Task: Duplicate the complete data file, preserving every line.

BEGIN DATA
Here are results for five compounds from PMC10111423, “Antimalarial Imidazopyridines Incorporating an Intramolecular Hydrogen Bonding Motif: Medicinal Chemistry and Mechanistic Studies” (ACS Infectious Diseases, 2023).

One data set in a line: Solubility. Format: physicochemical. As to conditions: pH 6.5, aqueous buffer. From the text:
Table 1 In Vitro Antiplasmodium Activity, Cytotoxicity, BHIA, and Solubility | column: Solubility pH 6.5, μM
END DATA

Here are results for five compounds from PMC10111423, “Antimalarial Imidazopyridines Incorporating an Intramolecular Hydrogen Bonding Motif: Medicinal Chemistry and Mechanistic Studies” (ACS Infectious Diseases, 2023).

One data set in a line: Solubility. Format: physicochemical. As to conditions: pH 6.5, aqueous buffer. From the text:
Table 1 In Vitro Antiplasmodium Activity, Cytotoxicity, BHIA, and Solubility | column: Solubility pH 6.5, μM